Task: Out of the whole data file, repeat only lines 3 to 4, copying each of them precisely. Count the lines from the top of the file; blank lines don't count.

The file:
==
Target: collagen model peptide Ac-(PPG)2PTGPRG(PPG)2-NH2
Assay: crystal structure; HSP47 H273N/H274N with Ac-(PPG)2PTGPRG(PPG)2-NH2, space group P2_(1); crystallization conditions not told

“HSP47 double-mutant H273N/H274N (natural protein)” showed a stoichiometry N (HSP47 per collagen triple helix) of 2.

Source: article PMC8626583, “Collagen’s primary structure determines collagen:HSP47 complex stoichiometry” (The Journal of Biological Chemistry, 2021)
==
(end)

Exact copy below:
“HSP47 double-mutant H273N/H274N (natural protein)” showed a stoichiometry N (HSP47 per collagen triple helix) of 2.

Source: article PMC8626583, “Collagen’s primary structure determines collagen:HSP47 complex stoichiometry” (The Journal of Biological Chemistry, 2021)